As you can see, Google returns links to pages about Baylor, starting with the official web site, Wikipedia articles and articles from publications. Wolfram|Alpha on the other hand, returns Baylor’s location, age, student population, population of home town, etc. Very interesting.
I find both types of queries so useful that I intend to run the Wolfram Alpha Google addin, unless and until somebody decides it violates their IP. Bah.
I’ve been trying to move my company to Gmail, or to be more accurate a Google Apps hosted domain. I like the $50 a year per account price tag and I like the 25Gb per account. But I’ve hit some serious snags that should make anyone think twice about moving a serious email use to Google.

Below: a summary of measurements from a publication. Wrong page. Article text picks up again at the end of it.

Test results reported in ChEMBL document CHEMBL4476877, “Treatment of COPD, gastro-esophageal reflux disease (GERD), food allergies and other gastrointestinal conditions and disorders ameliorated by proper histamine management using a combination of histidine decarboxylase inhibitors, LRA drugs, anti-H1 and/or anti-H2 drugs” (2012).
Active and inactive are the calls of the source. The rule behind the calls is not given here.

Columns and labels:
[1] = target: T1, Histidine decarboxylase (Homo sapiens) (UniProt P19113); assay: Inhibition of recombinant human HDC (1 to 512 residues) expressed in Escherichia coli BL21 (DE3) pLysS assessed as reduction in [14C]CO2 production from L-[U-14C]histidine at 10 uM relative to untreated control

First a word about what we were trying to accomplish. Our company uses about 100 IMAP mail accounts. We would like to improve the uptime we are seeing over the CentOS Cyrus IMAP server we are running. Its a good server, but the amount of traffic we are experiencing plus the current levels of Spam sometimes leave it choking. We don’t have the staff time or expertise to “make it better” so we have been looking for an outsource solution that won’t break the bank. Enter Google.
The first problem we encountered was Google’s lack of folders. No folders is ok, there is nothing wrong with Labels, but that means that the migration tools Google provides for users can only see one directory in each of the existing IMAP accounts. It expects to see one folder with all the mail in it that it can import into Gmail’s All Mail, the only folder it actually has. The fact that NOBODY but Google does things this way apparently did not enter the mind of the people writing the software.